1. Update

Congress Left Priorities Unfinished and Went Home

By Amelia Kegan, Jim Cason, December 22, 2017


Congress left for 2017 after rapidly passing a major tax overhaul and preventing a government shutdown for another month, leaving a number of “must do items” undone. These include:

1) Passage of the Dream Act for the young immigrants who have grown up in the U.S. and know this country as home. More than 100 DACA recipients lose their legal status ever day Congress delays and hundreds of thousands more will endure the holidays with the prospect of deportation and family separation looming over their heads.

2) Reauthorization of the Children’s Health Insurance Program (CHIP) and the Special Diabetes Program for Indians (SDPI). CHIP provides health coverage for millions of children in low- and moderate-income households. SDPI is a federal grant program that provides funds for diabetes treatment and prevention to Indian Health Services, Tribal, and Urban Indian health programs across the United States. Both expired in September.

3) Desperately needed disaster assistance for Puerto Rico, the U.S. Virgin Islands, Florida, Texas, and California. Puerto Rico is about to run out of Medicaid dollars.

4) Bipartisan legislation to help stabilize the health insurance markets.

5) A budget deal to fund the federal government for a fiscal year that is already three months in. Democrats are resisting any increase in Pentagon spending that is not matched dollar for dollar with non-defense spending.

6) Then, after agreeing upon the overall levels of spending, Congress has to allocate the dollars among all the annually appropriated federal programs.

Instead of doing its job, Congress passed a short-term extension for all government funding until January 19 and temporarily funding CHIP and SDPI through March. Kicking the can yet again, the mass of unfinished business means real consequences for millions of Americans.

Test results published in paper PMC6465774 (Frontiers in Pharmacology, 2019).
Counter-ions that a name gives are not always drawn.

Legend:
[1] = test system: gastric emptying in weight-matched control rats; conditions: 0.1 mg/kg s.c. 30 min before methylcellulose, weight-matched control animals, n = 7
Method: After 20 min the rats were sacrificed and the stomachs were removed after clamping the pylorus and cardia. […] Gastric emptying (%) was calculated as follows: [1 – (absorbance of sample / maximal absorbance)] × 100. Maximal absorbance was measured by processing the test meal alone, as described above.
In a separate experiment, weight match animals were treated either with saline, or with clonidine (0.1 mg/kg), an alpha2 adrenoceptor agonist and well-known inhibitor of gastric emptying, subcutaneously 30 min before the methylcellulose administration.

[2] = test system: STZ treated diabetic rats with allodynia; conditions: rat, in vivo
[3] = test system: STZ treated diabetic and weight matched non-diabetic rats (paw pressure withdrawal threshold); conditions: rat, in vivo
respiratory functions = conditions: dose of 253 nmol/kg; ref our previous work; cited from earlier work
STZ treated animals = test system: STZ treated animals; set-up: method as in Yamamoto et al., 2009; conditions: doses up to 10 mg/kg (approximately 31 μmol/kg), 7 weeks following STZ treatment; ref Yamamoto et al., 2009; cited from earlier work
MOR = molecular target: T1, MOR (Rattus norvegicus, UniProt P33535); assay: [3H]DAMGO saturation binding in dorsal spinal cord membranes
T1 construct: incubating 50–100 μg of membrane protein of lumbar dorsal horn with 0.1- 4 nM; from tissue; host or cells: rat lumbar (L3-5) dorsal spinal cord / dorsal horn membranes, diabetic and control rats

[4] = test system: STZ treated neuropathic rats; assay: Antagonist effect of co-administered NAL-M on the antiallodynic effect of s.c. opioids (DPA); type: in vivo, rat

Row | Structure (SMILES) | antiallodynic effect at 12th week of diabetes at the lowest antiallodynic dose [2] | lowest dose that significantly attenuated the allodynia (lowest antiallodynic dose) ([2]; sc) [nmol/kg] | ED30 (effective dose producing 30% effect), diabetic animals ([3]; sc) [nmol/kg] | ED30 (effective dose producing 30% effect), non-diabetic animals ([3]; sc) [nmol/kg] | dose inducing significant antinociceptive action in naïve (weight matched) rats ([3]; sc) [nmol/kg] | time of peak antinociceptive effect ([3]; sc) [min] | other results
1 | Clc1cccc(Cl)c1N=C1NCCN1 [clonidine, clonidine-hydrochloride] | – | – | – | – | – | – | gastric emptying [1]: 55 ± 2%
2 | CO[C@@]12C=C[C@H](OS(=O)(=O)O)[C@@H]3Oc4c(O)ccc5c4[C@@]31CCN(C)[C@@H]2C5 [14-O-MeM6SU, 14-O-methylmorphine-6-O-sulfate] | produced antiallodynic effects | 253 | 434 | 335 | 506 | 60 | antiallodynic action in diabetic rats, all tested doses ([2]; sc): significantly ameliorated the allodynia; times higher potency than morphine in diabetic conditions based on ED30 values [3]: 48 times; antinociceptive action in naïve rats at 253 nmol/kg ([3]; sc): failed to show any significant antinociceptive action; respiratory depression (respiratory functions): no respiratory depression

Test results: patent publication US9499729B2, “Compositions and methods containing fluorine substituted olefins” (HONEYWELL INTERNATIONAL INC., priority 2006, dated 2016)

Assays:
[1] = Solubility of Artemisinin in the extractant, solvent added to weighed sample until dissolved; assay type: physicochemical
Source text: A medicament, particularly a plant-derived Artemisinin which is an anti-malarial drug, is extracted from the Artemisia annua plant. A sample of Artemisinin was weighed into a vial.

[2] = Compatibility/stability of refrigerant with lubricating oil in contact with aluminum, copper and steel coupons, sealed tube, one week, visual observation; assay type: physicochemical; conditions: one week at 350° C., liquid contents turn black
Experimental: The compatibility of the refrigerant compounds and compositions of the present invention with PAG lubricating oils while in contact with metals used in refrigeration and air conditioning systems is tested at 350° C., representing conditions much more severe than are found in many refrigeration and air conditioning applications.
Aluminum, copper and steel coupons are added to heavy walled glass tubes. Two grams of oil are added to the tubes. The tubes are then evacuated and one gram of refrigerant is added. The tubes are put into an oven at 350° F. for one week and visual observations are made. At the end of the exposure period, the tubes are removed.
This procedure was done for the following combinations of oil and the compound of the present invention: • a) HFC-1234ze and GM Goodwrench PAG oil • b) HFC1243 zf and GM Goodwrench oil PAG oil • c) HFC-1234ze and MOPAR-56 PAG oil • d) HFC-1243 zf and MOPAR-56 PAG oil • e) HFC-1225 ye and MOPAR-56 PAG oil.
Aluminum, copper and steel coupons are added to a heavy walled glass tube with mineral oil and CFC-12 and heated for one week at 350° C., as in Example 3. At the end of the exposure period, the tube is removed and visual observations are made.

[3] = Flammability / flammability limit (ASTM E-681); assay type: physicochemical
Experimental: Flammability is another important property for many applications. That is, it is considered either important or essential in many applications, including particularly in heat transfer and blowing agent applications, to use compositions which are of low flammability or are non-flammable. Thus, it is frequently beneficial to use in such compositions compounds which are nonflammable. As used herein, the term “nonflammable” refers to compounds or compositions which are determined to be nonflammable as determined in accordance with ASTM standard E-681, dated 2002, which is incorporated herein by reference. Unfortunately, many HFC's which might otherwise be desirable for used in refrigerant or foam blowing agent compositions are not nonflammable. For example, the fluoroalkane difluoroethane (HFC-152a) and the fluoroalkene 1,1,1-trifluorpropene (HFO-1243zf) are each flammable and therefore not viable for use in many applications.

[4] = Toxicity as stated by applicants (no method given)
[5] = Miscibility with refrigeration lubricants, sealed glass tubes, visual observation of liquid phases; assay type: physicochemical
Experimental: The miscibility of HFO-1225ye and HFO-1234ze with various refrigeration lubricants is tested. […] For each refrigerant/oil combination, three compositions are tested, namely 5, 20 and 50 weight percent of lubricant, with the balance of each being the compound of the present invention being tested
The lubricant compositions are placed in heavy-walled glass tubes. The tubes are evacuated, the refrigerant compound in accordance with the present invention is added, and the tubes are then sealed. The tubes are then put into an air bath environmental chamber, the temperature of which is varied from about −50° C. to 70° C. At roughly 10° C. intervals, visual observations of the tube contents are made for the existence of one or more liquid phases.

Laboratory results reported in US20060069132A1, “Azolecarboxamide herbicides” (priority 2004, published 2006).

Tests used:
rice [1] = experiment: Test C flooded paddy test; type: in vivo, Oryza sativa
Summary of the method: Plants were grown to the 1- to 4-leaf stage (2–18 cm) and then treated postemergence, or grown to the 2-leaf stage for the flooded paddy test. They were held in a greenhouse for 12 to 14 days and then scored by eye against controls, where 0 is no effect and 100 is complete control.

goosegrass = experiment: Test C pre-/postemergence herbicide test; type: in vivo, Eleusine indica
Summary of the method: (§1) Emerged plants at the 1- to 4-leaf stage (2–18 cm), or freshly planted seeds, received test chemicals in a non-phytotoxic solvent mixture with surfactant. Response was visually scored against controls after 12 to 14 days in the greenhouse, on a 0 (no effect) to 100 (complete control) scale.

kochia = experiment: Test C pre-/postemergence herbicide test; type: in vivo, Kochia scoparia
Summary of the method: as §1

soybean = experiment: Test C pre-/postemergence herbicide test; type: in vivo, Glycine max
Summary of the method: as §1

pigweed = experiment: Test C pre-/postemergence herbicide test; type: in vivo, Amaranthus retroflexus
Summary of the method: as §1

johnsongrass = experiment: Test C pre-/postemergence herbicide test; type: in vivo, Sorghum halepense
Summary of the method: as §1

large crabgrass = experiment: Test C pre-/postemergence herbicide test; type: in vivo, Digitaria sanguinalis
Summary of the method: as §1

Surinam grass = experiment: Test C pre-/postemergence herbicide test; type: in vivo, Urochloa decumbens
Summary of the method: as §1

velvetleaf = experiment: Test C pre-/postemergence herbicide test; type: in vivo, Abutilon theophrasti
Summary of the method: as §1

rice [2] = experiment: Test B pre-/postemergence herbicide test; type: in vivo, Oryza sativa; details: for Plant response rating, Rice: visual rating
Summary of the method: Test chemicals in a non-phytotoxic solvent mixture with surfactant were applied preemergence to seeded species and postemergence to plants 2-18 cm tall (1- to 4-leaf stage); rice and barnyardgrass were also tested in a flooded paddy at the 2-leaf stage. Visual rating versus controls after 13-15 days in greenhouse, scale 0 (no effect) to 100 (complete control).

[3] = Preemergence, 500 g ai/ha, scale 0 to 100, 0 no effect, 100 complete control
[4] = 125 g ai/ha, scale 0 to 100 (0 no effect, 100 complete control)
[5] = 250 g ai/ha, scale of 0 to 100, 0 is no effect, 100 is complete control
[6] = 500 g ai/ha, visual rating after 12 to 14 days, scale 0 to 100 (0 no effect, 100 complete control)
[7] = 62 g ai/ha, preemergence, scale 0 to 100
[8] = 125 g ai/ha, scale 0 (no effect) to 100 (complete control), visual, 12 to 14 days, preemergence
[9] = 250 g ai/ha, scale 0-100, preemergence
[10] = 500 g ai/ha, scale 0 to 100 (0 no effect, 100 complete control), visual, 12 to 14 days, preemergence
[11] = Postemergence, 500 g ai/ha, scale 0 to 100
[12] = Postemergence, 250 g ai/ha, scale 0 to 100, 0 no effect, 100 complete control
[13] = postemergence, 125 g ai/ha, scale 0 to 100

As we turn to 2018, Congress must address the above issues, nearly all within the initial weeks of January. At the same time, FCNL sees additional legislative threats on the horizon, including:

  • Preventing war with North Korea

  • Ending US military support that fuels the humanitarian crisis in Yemen

  • Blocking efforts to pay for the most recent tax bill by cutting essential services for struggling families, such as SNAP (formerly food stamps), Medicaid, and Social Security Disability Insurance

  • Opposing further resources going towards militarizing our border, escalating deportation and detention, and increasing immigration enforcement

2017 has been a tumultuous year, and its close in Washington leaves just as much uncertainty as the year began. We’ve had a number of legislative victories, defeating many of the worst legislative proposals. We’ve also had some losses. But FCNL ends this year in a stronger position to advance the work in the New Year. The past year has shown the power of constituent advocacy and FCNL’s place in this work.

So rest up and enjoy the holidays. We wish you happy times with family and loved ones. And be ready for another big year. The 2018 legislative agenda is starting early and it’s starting crowded. Let 2018 be the year Congress hears FCNL more powerfully than ever before.

Amelia Kegan

  • Legislative Director, Domestic Policy

Amelia Kegan leads the domestic policy team's work in analyzing legislation, advocating on Capitol Hill, and developing legislative strategy. Prior to coming to FCNL, Amelia worked at a variety of other national non-profits in D.C. and Chicago, focusing on federal budget, tax, and low-income policy.

Jim Cason

  • Associate Executive Secretary for Strategic Advocacy

Jim Cason is responsible for directing the full range of FCNL’s strategic advocacy work. In this capacity, he works with program staff to develop long term change strategies that accomplish our particular legislative goals.